Slag Laka: “Of course. I represented the third major branch of moral philosophy called Virtue Ethics. This branch looks not at the consequences of our actions, but rather it emphasizes cultivating virtues such as compassion, integrity, justice, and wisdom. My character focused on the motivations behind the action, as virtues guide us in making morally sound decisions. It’s about embodying values in our choices. Virtue ethics encourages holistic decision-making, rooted in character development. It’s not just about following a set of rules but embodying virtues in our daily lives. The challenge lies in navigating situations by drawing from the well of virtues we cultivate. As you saw in the play, my branch didn’t provide an answer to what should be done – rather it served to question and critique the motivations of the other two. So I was less concerned with what they do as I was why they do it.”

EV Droid: “Exceptional perspectives! Slag, why did you all put on this play? It seems like a risky move to broadcast a theatrical event on a news channel.”

Slag Laka: (enthusiastically) “The Legacy of Ithor sponsored this play in an effort to help foster better communication in our galaxy. Too often we see people talking past each other without understanding each others’ perspectives. If we ever hope to see peace in our galaxy, it will have to involve understanding. A play like this highlights the great differences between cultures that adhere to one set of decision-making principals vs another — and this is just one example of a foundation-level cultural differences! Being able to understand your own paradigms, and then those of others, is crucial for building trust, cooperation, and peace. The great variety of reactions we received to the first broadcast was a sign of growth in that understanding, I think.”

EV Droid: “Now, as we near the end, let’s shift gears slightly. Morto, tell us what’s next for The Merchantates?”

Morto Anemis:  “Our next stop is the Nimban Swap Meet. The races are always a highlight of that event, alongside many wonderful deals. I look forward to meeting some of our viewers in person. I also hear that the folks at The Canopy Café here on the Merchantates have a special musical production starring Daylana Atriedes that will be premiering.”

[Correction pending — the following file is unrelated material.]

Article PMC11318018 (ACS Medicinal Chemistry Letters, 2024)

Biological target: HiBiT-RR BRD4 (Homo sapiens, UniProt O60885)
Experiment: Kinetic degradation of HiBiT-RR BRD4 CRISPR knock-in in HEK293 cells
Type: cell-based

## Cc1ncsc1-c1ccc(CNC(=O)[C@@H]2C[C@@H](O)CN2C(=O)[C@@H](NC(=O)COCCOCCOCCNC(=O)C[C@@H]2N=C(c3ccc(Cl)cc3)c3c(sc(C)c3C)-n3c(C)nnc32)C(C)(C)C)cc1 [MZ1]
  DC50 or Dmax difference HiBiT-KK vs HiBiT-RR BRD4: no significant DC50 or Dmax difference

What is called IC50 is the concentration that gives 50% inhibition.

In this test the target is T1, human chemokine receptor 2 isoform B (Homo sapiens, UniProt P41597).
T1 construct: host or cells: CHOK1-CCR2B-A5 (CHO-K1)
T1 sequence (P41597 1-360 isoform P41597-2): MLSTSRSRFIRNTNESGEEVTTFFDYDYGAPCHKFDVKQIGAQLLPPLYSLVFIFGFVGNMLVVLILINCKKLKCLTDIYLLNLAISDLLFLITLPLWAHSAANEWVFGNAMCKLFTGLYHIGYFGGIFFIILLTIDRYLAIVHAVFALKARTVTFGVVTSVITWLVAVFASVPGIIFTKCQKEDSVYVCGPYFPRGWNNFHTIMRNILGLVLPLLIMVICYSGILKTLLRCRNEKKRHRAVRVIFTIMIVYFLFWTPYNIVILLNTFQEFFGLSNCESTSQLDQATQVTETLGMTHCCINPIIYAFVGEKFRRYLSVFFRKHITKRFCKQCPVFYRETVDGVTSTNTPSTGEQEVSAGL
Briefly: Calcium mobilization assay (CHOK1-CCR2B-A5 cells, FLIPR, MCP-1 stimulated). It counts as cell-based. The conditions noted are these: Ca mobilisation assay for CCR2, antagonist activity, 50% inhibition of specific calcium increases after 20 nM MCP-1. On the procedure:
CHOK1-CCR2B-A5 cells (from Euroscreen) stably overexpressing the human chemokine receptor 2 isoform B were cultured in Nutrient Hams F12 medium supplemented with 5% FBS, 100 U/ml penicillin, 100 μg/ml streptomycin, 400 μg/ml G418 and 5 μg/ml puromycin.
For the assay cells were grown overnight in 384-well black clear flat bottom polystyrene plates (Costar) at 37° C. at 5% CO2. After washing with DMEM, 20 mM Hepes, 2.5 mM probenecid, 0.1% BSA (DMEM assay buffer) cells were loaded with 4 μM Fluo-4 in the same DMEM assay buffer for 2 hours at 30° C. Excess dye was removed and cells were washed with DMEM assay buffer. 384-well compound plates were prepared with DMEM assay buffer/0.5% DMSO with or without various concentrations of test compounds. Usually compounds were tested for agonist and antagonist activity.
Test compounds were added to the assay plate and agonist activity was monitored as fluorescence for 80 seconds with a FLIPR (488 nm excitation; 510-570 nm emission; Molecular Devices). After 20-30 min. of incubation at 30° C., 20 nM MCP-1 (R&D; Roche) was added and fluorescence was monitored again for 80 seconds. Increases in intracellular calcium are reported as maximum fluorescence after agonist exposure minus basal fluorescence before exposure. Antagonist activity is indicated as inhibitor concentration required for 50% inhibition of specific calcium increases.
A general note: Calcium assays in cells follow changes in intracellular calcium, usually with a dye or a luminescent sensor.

EV Droid: “As we conclude, is there anyone you’d like to extend gratitude to for this thought-provoking endeavor?”

Rannek Sarden: (gratefully) “I’d like to express our appreciation to the Morobe Government, One Nation Under Jou, and the Church of Jou for their support and sponsorship of this dramatic exploration. It’s through collaborations like these that we can engage in meaningful discussions about ethics. And of course our Ithorian brothers at TLI for making this whole this possible.”

EV Droid: “Wonderful! Before we wrap up, a jovial surprise awaits. The esteemed Captain Shiv Monite of the Merchantates has joined us! Captain Monite, any thoughts to share?”

Captain Shiv Monite: (poking his head into the frame) “Ha! New rule: No theatre in cockpit. Moral mumbo-jumbo left big mess with cameras! Scram!”

EV Droid: (forced chuckling) “Always a pleasure, Captain Monite! And there you have it, folks! An enlightening conversation with our ethical explorers and a delightful visit from the ever-enthusiastic Captain Monite. As you navigate your own moral journeys, remember the wisdom and diverse perspectives these characters offer. Until next time, this is your EV Droid, signing off from The Merchantates. See you in Nimban! And don’t forget to visit the Merchantates‘ proud sponsors:”